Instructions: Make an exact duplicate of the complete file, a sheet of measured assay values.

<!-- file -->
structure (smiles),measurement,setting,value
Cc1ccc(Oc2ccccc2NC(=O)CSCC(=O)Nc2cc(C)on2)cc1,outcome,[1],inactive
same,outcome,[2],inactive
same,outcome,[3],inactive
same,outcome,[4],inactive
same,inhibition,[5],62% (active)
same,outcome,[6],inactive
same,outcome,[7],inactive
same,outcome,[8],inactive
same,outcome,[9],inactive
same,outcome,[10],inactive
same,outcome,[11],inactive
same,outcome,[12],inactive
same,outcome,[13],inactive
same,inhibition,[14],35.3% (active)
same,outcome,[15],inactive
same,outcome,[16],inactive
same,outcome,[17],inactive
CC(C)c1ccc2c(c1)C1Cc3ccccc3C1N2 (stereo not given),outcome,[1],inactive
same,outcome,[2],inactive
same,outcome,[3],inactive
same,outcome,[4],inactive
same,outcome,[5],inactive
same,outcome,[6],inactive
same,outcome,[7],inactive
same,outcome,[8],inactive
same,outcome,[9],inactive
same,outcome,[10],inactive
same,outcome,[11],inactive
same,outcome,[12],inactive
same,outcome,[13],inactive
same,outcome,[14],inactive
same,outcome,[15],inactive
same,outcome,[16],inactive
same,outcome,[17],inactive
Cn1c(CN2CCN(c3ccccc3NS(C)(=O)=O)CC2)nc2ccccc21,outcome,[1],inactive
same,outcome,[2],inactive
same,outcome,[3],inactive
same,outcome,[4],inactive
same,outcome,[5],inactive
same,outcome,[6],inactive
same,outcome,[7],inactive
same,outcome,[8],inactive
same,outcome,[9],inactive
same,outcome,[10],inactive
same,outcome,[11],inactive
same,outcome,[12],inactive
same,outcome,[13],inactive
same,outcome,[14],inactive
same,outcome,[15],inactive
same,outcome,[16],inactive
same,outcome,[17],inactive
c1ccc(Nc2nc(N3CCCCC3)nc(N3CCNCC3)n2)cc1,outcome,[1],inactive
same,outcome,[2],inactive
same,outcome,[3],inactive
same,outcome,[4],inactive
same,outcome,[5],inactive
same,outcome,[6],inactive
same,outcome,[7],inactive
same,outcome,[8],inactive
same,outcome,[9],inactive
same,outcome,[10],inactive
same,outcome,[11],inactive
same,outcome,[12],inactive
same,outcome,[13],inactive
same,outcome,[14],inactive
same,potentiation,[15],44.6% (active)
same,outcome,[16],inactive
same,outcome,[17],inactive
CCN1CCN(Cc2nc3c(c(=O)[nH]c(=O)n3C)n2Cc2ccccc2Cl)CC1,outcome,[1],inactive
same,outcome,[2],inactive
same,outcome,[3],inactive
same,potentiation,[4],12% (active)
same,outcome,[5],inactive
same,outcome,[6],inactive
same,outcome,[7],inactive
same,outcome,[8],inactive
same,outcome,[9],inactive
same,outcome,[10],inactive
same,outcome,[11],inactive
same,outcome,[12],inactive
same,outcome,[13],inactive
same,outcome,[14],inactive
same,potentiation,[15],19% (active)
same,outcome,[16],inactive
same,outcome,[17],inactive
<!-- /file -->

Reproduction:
structure (smiles),measurement,setting,value
Cc1ccc(Oc2ccccc2NC(=O)CSCC(=O)Nc2cc(C)on2)cc1,outcome,[1],inactive
same,outcome,[2],inactive
same,outcome,[3],inactive
same,outcome,[4],inactive
same,inhibition,[5],62% (active)
same,outcome,[6],inactive
same,outcome,[7],inactive
same,outcome,[8],inactive
same,outcome,[9],inactive
same,outcome,[10],inactive
same,outcome,[11],inactive
same,outcome,[12],inactive
same,outcome,[13],inactive
same,inhibition,[14],35.3% (active)
same,outcome,[15],inactive
same,outcome,[16],inactive
same,outcome,[17],inactive
CC(C)c1ccc2c(c1)C1Cc3ccccc3C1N2 (stereo not given),outcome,[1],inactive
same,outcome,[2],inactive
same,outcome,[3],inactive
same,outcome,[4],inactive
same,outcome,[5],inactive
same,outcome,[6],inactive
same,outcome,[7],inactive
same,outcome,[8],inactive
same,outcome,[9],inactive
same,outcome,[10],inactive
same,outcome,[11],inactive
same,outcome,[12],inactive
same,outcome,[13],inactive
same,outcome,[14],inactive
same,outcome,[15],inactive
same,outcome,[16],inactive
same,outcome,[17],inactive
Cn1c(CN2CCN(c3ccccc3NS(C)(=O)=O)CC2)nc2ccccc21,outcome,[1],inactive
same,outcome,[2],inactive
same,outcome,[3],inactive
same,outcome,[4],inactive
same,outcome,[5],inactive
same,outcome,[6],inactive
same,outcome,[7],inactive
same,outcome,[8],inactive
same,outcome,[9],inactive
same,outcome,[10],inactive
same,outcome,[11],inactive
same,outcome,[12],inactive
same,outcome,[13],inactive
same,outcome,[14],inactive
same,outcome,[15],inactive
same,outcome,[16],inactive
same,outcome,[17],inactive
c1ccc(Nc2nc(N3CCCCC3)nc(N3CCNCC3)n2)cc1,outcome,[1],inactive
same,outcome,[2],inactive
same,outcome,[3],inactive
same,outcome,[4],inactive
same,outcome,[5],inactive
same,outcome,[6],inactive
same,outcome,[7],inactive
same,outcome,[8],inactive
same,outcome,[9],inactive
same,outcome,[10],inactive
same,outcome,[11],inactive
same,outcome,[12],inactive
same,outcome,[13],inactive
same,outcome,[14],inactive
same,potentiation,[15],44.6% (active)
same,outcome,[16],inactive
same,outcome,[17],inactive
CCN1CCN(Cc2nc3c(c(=O)[nH]c(=O)n3C)n2Cc2ccccc2Cl)CC1,outcome,[1],inactive
same,outcome,[2],inactive
same,outcome,[3],inactive
same,potentiation,[4],12% (active)
same,outcome,[5],inactive
same,outcome,[6],inactive
same,outcome,[7],inactive
same,outcome,[8],inactive
same,outcome,[9],inactive
same,outcome,[10],inactive
same,outcome,[11],inactive
same,outcome,[12],inactive
same,outcome,[13],inactive
same,outcome,[14],inactive
same,potentiation,[15],19% (active)
same,outcome,[16],inactive
same,outcome,[17],inactive